Davila-Saldivar C.,University of Guadalajara | Medina-Vazquez A.S.,University of Guadalajara | Jimenez-Perez A.,University of Ciudad Juarez | Gurrola-Navarro M.A.,University of Guadalajara
2014 11th International Conference on Electrical Engineering, Computing Science and Automatic Control, CCE 2014 | Year: 2014

The extraction of the floating gate voltage on the Multiple-Input Floating-Gate Transistor is discussed in order to understand their behavior in a better way. The lack of linearity at very low voltage is discussed. The presence of a residual charge on the floating gate is experimentally shown despite the use of metal contact to discharge it. This analysis is useful to enhance the mathematical model and consequently to have better results in the simulation process especially when this device is used as an entirely analog processing element. Methods to extract and plot the floating gate voltage are addressed. A comparison between analytical and experimental results is shown. © 2014 IEEE. Source


Herrera L.C.,University of Ciudad Juarez | Gomez-Azpeitia G.,University of Colima | Ruiz P.,University of Chiapas | Gomez A.,University of Colima
PLEA 2011 - Architecture and Sustainable Development, Conference Proceedings of the 27th International Conference on Passive and Low Energy Architecture | Year: 2011

This paper presents the results of a field study on thermal comfort of inhabitants of low cost dwellings in two cities of the northern arid region of Mexico: Chihuahua (lat: 28N, long: 106W) and Ciudad Juarez (lat: 31N, long: 106W). The field study was conducted upon the adaptive approach of thermal comfort, and according the ISO 10551 requirements. The survey was applied to 531 inhabitants of dwellings built by the Chihuahua State Housing Institute, during two periods in 2010: cold season (February) and hot season (July). Given that the climate of the region has features of "asymmetric" climates, so called by Nicol (1993), the data obtained in the field study was analyzed by the Averages for Thermal Sensation Intervals Method (ATSI) (Gomez-Azpeitia et alt, 2009). The research has as objectives to carry out an assessment of this kind of housings offered by the local government and to propose recommendations for the design of new dwellings. Source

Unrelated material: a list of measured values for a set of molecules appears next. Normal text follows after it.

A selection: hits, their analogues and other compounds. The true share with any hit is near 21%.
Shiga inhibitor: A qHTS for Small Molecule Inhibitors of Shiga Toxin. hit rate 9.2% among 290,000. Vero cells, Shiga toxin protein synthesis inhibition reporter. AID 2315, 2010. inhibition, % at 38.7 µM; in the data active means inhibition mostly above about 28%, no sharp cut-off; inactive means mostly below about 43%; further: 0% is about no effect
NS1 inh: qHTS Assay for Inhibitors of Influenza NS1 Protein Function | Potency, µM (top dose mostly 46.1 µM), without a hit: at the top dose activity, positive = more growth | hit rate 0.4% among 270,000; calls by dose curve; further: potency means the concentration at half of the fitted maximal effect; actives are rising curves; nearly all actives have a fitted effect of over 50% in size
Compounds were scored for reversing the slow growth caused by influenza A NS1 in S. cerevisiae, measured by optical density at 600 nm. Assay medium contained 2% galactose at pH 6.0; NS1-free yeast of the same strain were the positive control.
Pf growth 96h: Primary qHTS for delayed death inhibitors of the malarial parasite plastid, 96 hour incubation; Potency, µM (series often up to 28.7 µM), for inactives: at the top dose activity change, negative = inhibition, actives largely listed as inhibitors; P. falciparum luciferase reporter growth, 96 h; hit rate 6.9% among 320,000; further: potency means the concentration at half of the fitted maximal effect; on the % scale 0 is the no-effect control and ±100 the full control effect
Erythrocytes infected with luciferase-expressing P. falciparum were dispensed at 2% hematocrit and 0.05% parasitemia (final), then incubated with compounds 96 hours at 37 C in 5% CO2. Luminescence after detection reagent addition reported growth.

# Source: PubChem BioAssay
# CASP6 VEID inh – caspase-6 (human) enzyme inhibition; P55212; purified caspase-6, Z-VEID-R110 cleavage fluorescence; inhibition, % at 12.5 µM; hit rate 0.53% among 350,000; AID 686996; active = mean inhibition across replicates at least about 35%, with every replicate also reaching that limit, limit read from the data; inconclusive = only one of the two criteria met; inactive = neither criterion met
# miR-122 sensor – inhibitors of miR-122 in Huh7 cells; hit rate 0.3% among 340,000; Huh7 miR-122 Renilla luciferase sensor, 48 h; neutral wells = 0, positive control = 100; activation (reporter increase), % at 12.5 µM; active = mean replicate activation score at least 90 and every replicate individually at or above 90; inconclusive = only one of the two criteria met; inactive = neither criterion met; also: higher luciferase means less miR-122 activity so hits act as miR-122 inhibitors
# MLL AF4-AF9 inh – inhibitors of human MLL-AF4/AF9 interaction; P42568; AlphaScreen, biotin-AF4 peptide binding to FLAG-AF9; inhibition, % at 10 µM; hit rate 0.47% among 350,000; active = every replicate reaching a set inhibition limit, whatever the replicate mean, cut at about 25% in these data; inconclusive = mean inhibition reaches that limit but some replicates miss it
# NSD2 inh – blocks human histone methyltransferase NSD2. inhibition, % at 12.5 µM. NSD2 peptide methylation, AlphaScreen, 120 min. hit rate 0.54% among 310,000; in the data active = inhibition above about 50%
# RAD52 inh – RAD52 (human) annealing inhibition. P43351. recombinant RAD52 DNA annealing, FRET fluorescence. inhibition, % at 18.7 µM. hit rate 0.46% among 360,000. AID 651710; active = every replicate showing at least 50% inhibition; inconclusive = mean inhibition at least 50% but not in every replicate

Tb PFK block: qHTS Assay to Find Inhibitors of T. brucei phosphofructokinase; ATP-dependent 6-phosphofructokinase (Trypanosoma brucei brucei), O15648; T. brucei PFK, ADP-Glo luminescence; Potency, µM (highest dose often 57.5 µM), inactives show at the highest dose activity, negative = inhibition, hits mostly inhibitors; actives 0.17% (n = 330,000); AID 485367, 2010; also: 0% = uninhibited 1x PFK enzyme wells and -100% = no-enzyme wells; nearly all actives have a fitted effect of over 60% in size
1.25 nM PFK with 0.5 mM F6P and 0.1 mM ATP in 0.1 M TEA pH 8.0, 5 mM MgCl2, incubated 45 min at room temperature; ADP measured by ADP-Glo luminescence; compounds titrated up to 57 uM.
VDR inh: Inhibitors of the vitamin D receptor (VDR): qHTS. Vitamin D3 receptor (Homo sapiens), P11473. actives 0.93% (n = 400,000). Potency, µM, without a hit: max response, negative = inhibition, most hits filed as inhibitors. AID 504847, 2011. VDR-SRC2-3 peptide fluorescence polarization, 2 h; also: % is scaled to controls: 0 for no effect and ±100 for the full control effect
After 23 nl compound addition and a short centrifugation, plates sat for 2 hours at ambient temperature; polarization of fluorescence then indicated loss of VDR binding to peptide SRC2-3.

Saenz D.C.,University of Ciudad Juarez | Castillo N.G.,University of Ciudad Juarez | Romeva C.R.,Center for Industrial Equipment Design
Expert Systems with Applications | Year: 2015

This work presents a methodology for the selection and comparison of non-traditional sheet metal cutting processes as a new structure of selection by means of an expert system. The model is generated from a knowledge base acquired from diverse experts, and the use of fuzzy logic techniques. With a simple input of the parameters of a piece, the system offers the most appropriate cutting options (based on the requirements of the piece) allowing a non-expert user selecting the most appropriate process with emphasis on a predefined priority: finish, cost or time. The selection process consists of four base algorithms that measure the attributes of each process as a dependent indicator of the other processes, that is, a pre-selection that considers (1) the process capability to cut a material-thickness relation, (2) the speed that can be achieved with this relation, (3) the inherent complexity of the piece to be cut, and (4) the process tolerance. Results of experiments under three different approaches prove that the expert system here presented accurately prioritizes the most convenient cutting processes. © 2015 Elsevier Ltd. All rights reserved. Source